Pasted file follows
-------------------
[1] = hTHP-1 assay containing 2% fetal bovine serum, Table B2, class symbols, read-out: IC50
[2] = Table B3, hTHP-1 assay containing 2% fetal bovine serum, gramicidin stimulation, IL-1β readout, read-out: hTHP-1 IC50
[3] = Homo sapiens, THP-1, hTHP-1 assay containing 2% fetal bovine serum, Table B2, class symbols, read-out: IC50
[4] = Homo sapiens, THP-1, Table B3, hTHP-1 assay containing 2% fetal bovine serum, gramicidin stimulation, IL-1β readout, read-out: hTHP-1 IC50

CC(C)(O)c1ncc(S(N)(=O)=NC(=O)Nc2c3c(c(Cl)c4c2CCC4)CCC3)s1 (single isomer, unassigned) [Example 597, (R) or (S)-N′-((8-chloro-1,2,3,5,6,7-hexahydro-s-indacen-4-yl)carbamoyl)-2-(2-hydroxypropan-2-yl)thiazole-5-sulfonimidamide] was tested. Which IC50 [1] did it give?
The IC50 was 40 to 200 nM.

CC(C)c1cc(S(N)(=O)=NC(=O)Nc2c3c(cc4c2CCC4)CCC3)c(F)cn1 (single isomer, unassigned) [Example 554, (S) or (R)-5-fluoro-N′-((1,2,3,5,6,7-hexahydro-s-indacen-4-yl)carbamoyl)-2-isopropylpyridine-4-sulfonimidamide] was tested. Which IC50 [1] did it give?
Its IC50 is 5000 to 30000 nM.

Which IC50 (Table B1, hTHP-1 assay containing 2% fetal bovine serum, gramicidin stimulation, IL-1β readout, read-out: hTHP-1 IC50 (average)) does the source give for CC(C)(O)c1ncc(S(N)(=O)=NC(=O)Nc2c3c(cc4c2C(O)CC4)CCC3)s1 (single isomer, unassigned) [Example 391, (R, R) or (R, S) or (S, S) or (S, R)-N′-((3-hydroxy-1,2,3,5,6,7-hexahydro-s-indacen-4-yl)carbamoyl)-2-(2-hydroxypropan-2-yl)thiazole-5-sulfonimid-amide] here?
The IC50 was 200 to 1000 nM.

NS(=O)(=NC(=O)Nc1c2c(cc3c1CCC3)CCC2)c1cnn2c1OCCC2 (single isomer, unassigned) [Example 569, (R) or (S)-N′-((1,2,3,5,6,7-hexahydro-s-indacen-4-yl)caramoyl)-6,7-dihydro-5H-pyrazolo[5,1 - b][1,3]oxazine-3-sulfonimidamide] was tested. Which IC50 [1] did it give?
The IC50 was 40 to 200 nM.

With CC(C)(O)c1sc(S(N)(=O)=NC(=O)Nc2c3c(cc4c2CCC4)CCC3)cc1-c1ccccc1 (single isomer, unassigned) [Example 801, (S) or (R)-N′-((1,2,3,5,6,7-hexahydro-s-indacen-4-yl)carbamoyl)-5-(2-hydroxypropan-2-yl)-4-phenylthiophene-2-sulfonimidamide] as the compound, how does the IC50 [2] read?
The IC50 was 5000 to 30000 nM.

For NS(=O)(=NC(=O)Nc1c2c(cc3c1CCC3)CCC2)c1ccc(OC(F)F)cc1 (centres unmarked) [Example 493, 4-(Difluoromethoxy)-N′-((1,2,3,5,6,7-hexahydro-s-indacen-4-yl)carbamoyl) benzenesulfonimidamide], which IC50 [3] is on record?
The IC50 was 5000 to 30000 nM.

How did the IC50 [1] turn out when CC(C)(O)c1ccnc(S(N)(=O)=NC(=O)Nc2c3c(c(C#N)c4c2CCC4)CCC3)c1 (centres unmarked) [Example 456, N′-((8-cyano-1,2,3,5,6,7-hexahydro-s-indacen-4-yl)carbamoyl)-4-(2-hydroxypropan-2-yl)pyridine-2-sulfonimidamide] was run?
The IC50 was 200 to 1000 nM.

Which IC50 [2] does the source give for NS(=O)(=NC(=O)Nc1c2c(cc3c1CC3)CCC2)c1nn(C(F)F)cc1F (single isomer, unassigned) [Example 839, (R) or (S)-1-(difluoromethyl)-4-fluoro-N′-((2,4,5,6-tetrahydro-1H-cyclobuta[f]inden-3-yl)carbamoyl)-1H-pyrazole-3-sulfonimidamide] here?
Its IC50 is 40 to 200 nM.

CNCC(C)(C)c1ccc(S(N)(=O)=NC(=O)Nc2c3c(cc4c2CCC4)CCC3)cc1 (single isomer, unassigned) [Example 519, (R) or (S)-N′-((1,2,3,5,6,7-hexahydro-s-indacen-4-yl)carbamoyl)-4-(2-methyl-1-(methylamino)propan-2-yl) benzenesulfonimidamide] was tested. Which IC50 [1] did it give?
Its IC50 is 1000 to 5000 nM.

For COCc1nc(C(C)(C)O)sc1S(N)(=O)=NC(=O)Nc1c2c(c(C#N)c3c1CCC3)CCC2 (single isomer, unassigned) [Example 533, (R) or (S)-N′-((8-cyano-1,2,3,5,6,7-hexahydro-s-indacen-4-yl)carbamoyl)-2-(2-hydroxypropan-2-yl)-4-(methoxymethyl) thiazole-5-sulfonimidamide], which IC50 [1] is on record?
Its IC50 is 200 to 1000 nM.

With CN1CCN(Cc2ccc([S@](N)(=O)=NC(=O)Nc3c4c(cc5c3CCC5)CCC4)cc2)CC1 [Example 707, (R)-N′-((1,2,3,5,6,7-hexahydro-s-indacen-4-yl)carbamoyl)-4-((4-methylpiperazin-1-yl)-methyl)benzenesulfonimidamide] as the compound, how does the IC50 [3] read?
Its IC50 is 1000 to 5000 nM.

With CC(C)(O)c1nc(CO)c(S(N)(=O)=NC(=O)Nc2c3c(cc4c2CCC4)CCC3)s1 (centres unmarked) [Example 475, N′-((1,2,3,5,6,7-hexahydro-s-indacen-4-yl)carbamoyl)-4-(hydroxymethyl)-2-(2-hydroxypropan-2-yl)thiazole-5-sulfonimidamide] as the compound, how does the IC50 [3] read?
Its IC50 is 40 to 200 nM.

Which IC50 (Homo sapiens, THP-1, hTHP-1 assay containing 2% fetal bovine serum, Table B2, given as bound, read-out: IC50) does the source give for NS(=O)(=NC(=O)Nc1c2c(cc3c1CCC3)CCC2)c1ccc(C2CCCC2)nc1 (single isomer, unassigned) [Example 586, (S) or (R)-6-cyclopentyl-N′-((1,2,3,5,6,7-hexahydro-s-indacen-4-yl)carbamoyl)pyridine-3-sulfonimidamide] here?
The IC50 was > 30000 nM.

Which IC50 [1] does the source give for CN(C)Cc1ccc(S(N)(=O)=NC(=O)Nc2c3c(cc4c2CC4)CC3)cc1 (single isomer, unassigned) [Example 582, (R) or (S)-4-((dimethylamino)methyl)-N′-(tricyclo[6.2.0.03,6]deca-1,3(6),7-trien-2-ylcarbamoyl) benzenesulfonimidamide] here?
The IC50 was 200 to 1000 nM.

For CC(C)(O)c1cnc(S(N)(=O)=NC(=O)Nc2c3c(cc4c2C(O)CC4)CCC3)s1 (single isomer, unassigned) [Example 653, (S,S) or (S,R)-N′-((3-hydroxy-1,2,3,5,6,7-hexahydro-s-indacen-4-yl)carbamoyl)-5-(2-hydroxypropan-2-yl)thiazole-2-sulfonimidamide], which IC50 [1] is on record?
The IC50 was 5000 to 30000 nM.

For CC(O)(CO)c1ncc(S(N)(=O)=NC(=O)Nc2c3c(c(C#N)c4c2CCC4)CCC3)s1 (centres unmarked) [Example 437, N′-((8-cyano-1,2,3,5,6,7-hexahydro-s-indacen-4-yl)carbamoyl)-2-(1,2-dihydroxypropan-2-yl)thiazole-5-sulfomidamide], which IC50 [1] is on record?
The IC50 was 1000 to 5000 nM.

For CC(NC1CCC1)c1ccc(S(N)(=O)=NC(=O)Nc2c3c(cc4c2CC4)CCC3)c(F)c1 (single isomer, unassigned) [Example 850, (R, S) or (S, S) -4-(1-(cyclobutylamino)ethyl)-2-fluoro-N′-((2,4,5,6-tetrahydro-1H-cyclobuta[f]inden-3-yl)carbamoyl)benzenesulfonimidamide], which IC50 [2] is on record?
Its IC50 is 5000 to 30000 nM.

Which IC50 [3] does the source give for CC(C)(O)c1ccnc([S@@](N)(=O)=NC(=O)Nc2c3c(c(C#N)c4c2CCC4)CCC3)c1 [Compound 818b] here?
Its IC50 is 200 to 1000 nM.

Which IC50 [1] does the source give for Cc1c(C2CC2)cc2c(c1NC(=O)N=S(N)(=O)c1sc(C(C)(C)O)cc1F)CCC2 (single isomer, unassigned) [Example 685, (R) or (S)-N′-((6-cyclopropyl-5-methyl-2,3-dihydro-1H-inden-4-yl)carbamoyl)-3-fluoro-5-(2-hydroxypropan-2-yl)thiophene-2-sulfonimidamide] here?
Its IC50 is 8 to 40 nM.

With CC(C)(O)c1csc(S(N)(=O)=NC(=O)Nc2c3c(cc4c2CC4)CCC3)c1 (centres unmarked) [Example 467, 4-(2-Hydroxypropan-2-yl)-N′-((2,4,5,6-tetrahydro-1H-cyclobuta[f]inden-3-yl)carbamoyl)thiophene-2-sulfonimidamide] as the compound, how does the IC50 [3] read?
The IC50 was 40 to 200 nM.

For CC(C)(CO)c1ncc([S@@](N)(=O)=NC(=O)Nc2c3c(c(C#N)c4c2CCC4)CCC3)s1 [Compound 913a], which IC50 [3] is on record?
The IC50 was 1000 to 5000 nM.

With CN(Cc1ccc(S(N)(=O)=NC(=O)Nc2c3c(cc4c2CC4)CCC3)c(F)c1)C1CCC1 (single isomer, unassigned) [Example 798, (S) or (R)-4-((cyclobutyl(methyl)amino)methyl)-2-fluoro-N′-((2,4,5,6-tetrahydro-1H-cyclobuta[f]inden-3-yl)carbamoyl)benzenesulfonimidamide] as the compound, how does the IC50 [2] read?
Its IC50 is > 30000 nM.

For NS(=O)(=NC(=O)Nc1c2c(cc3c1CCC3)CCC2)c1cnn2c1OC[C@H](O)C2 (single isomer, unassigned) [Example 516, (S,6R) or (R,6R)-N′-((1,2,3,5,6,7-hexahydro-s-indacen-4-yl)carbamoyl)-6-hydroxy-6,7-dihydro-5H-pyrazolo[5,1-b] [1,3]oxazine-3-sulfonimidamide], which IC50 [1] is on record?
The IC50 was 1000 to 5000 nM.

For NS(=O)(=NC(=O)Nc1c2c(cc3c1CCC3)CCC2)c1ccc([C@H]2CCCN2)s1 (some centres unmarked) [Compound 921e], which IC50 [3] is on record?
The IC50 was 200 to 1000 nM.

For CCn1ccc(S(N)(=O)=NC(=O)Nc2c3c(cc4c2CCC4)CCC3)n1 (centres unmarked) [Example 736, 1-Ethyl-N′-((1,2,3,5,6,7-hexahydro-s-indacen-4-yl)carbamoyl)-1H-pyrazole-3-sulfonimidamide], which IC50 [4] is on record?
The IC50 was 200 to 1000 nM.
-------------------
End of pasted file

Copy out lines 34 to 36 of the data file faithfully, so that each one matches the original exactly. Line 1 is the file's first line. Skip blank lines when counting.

The IC50 was 5000 to 30000 nM.

For CC(O)(CO)c1ncc(S(N)(=O)=NC(=O)Nc2c3c(c(C#N)c4c2CCC4)CCC3)s1 (centres unmarked) [Example 437, N′-((8-cyano-1,2,3,5,6,7-hexahydro-s-indacen-4-yl)carbamoyl)-2-(1,2-dihydroxypropan-2-yl)thiazole-5-sulfomidamide], which IC50 [1] is on record?
The IC50 was 1000 to 5000 nM.